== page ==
I was saddened to read of the death of Judge Robert Bork. Judge Bork taught a class which many of us early members in the Federalist Society took at Yale Law School back in ancient times. It was one of my first exposures to originalism. It probably hurt my future academic career to be disillusioned of the usual beliefs of the time (this was the era of "non-interpretivism") but he made up for it by helping me get my first job in academia. I and no doubt a lot of other former students owe him a lot. He was what few of my professors at YLS were -- warm, funny, unpretentious and approachable. He was as smart as any of them or smarter but on top of that, not so impressed with himself; a former Marine and a regular guy. He took those qualities with him to the bench, where I saw him occassionally when I clerked for one of his colleagues on the DC Circuit.
Of course his failure to gain confirmation to the Supreme Court was one of the most disgraceful episodes in 20th century American jurisprudence. The wise may argue over how much died in those dreadful weeks, or whether it was merely the discovery that something had died long before. You would probably have to go back to the McCarthy hearings to find an equal display of shameful impostures and pious lies, if indeed the McCarthy hearings were even as bad. To be "Borked" became a verb and confirmation hearings permanently reduced to an equilibrium of mutually accepted deception, as tedious and fundatmentally dishonest as a bad marriage.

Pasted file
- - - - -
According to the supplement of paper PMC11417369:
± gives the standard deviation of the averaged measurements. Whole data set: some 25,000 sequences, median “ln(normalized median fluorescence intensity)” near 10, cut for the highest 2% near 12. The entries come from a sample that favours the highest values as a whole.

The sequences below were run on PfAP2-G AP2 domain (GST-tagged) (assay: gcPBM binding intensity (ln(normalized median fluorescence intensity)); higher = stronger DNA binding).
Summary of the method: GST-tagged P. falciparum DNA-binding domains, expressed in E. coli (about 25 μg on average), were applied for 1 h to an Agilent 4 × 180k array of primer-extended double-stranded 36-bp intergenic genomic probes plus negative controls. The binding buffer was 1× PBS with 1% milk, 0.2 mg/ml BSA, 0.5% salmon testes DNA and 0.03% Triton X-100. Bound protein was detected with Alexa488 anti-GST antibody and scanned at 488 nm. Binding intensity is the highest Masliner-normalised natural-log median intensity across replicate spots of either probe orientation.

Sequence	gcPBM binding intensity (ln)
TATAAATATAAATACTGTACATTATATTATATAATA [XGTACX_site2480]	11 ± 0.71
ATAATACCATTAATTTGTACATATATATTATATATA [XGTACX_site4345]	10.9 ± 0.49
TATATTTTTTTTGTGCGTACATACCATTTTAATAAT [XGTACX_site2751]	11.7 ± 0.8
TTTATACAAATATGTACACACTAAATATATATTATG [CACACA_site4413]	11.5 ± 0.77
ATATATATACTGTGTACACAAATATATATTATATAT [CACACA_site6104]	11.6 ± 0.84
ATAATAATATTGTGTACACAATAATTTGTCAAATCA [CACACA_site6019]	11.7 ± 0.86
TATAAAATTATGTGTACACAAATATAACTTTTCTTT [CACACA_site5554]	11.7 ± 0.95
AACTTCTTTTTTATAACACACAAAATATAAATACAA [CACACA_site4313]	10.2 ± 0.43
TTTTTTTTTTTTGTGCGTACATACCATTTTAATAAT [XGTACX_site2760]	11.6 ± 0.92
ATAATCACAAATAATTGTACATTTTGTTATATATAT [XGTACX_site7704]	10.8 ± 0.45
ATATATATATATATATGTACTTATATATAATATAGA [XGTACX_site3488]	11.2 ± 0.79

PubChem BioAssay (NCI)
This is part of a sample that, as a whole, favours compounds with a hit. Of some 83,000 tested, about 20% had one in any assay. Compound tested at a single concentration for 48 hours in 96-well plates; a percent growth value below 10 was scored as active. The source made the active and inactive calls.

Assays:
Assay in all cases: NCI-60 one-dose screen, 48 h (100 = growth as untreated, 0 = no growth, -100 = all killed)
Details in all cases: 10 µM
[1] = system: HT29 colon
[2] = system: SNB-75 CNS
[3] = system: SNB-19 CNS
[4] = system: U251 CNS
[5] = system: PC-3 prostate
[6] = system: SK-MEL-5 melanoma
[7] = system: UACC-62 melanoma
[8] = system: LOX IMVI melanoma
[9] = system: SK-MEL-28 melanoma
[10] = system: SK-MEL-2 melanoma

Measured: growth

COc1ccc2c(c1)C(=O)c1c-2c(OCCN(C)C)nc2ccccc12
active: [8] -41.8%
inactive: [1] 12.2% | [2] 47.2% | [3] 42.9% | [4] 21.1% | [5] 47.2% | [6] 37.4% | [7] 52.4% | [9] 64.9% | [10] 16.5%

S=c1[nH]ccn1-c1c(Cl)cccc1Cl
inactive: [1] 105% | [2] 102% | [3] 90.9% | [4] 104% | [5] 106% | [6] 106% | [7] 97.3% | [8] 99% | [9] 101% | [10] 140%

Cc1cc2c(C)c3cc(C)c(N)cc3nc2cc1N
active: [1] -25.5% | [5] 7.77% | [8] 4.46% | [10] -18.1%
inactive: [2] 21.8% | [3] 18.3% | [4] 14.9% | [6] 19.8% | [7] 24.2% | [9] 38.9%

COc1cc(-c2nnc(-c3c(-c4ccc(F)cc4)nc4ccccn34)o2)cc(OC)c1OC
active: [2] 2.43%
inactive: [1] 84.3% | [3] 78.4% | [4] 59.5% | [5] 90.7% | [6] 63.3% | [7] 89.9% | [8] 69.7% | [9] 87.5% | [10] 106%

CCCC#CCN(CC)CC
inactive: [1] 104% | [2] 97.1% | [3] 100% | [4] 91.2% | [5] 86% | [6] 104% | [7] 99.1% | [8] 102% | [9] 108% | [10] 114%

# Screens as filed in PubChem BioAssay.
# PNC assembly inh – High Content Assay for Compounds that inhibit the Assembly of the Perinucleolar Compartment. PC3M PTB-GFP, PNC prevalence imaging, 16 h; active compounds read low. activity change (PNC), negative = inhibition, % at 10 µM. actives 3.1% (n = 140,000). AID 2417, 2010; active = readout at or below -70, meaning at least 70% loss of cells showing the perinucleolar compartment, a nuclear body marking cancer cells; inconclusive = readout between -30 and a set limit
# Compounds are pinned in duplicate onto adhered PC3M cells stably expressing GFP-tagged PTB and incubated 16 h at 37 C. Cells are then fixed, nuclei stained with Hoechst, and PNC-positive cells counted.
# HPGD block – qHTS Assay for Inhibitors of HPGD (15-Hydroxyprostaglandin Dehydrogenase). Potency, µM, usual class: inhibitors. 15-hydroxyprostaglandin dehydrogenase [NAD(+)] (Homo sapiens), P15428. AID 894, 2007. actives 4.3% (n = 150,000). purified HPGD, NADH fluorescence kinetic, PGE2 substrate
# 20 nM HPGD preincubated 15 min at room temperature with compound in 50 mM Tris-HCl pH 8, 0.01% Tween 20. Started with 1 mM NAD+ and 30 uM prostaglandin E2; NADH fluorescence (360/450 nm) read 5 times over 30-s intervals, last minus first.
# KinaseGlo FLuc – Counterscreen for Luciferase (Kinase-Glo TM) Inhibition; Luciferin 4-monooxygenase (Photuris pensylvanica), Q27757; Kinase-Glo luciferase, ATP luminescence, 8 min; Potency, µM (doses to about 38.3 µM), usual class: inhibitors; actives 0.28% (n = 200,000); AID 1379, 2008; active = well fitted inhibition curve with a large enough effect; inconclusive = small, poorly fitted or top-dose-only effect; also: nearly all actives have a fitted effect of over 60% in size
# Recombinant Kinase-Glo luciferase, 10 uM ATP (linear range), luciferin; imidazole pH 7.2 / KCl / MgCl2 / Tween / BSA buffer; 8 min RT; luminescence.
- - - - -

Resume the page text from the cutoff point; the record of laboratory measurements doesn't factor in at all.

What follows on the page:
By all accounts, Judge Bork greatly enjoyed his life post-nomination, proving once again the essential jolliness of conservatism. He was famous for his wit and skill at mixing martinis. What I will remember most is his obvious deep-down goodness, revealed in practice as generosity, especially toward those who were in no position to pay him back. It was something as rare in Washington as an honest opinion.
"The just shall be in everlasting remembrance; he shall not fear the evil hearing."